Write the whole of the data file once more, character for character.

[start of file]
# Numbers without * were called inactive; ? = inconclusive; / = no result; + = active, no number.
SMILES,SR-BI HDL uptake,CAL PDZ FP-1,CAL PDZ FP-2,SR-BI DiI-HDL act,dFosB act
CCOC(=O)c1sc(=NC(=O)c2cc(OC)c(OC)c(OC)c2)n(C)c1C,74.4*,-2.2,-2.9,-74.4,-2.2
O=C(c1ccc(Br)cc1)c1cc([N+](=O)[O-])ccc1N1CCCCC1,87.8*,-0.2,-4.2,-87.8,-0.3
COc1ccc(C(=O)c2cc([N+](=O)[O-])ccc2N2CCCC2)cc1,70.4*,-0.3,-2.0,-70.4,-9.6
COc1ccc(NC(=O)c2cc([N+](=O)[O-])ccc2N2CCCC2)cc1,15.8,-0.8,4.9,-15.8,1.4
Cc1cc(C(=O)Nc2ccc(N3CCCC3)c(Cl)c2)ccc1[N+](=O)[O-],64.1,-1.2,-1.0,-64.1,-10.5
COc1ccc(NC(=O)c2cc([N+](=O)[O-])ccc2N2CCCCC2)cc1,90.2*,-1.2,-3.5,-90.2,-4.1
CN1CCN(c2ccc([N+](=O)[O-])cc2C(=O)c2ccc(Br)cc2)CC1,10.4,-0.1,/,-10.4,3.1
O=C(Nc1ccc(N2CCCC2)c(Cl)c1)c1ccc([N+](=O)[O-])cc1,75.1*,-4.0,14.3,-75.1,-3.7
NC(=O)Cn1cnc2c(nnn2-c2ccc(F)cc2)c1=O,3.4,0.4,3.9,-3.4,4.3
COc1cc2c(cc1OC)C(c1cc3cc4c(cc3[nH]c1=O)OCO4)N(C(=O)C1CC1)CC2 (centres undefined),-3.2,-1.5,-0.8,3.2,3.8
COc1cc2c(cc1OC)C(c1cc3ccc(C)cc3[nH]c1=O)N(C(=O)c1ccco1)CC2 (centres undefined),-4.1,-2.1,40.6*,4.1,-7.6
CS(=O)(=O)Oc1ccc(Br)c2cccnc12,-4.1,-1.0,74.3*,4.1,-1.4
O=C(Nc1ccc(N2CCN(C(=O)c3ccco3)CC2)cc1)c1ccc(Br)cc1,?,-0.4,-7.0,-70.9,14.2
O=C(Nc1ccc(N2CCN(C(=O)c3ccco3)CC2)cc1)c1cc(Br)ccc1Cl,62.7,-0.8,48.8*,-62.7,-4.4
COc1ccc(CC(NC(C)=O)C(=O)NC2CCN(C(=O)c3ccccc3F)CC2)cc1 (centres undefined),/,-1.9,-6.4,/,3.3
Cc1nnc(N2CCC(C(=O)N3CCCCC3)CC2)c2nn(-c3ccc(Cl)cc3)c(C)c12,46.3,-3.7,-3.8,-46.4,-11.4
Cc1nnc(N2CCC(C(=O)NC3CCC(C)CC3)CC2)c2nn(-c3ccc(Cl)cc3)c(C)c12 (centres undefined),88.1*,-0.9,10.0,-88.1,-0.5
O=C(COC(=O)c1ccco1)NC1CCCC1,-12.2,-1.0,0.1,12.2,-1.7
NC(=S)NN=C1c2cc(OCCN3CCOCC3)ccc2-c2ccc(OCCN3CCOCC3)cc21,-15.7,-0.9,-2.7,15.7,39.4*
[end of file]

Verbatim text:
# Numbers without * were called inactive; ? = inconclusive; / = no result; + = active, no number.
SMILES,SR-BI HDL uptake,CAL PDZ FP-1,CAL PDZ FP-2,SR-BI DiI-HDL act,dFosB act
CCOC(=O)c1sc(=NC(=O)c2cc(OC)c(OC)c(OC)c2)n(C)c1C,74.4*,-2.2,-2.9,-74.4,-2.2
O=C(c1ccc(Br)cc1)c1cc([N+](=O)[O-])ccc1N1CCCCC1,87.8*,-0.2,-4.2,-87.8,-0.3
COc1ccc(C(=O)c2cc([N+](=O)[O-])ccc2N2CCCC2)cc1,70.4*,-0.3,-2.0,-70.4,-9.6
COc1ccc(NC(=O)c2cc([N+](=O)[O-])ccc2N2CCCC2)cc1,15.8,-0.8,4.9,-15.8,1.4
Cc1cc(C(=O)Nc2ccc(N3CCCC3)c(Cl)c2)ccc1[N+](=O)[O-],64.1,-1.2,-1.0,-64.1,-10.5
COc1ccc(NC(=O)c2cc([N+](=O)[O-])ccc2N2CCCCC2)cc1,90.2*,-1.2,-3.5,-90.2,-4.1
CN1CCN(c2ccc([N+](=O)[O-])cc2C(=O)c2ccc(Br)cc2)CC1,10.4,-0.1,/,-10.4,3.1
O=C(Nc1ccc(N2CCCC2)c(Cl)c1)c1ccc([N+](=O)[O-])cc1,75.1*,-4.0,14.3,-75.1,-3.7
NC(=O)Cn1cnc2c(nnn2-c2ccc(F)cc2)c1=O,3.4,0.4,3.9,-3.4,4.3
COc1cc2c(cc1OC)C(c1cc3cc4c(cc3[nH]c1=O)OCO4)N(C(=O)C1CC1)CC2 (centres undefined),-3.2,-1.5,-0.8,3.2,3.8
COc1cc2c(cc1OC)C(c1cc3ccc(C)cc3[nH]c1=O)N(C(=O)c1ccco1)CC2 (centres undefined),-4.1,-2.1,40.6*,4.1,-7.6
CS(=O)(=O)Oc1ccc(Br)c2cccnc12,-4.1,-1.0,74.3*,4.1,-1.4
O=C(Nc1ccc(N2CCN(C(=O)c3ccco3)CC2)cc1)c1ccc(Br)cc1,?,-0.4,-7.0,-70.9,14.2
O=C(Nc1ccc(N2CCN(C(=O)c3ccco3)CC2)cc1)c1cc(Br)ccc1Cl,62.7,-0.8,48.8*,-62.7,-4.4
COc1ccc(CC(NC(C)=O)C(=O)NC2CCN(C(=O)c3ccccc3F)CC2)cc1 (centres undefined),/,-1.9,-6.4,/,3.3
Cc1nnc(N2CCC(C(=O)N3CCCCC3)CC2)c2nn(-c3ccc(Cl)cc3)c(C)c12,46.3,-3.7,-3.8,-46.4,-11.4
Cc1nnc(N2CCC(C(=O)NC3CCC(C)CC3)CC2)c2nn(-c3ccc(Cl)cc3)c(C)c12 (centres undefined),88.1*,-0.9,10.0,-88.1,-0.5
O=C(COC(=O)c1ccco1)NC1CCCC1,-12.2,-1.0,0.1,12.2,-1.7
NC(=S)NN=C1c2cc(OCCN3CCOCC3)ccc2-c2ccc(OCCN3CCOCC3)cc21,-15.7,-0.9,-2.7,15.7,39.4*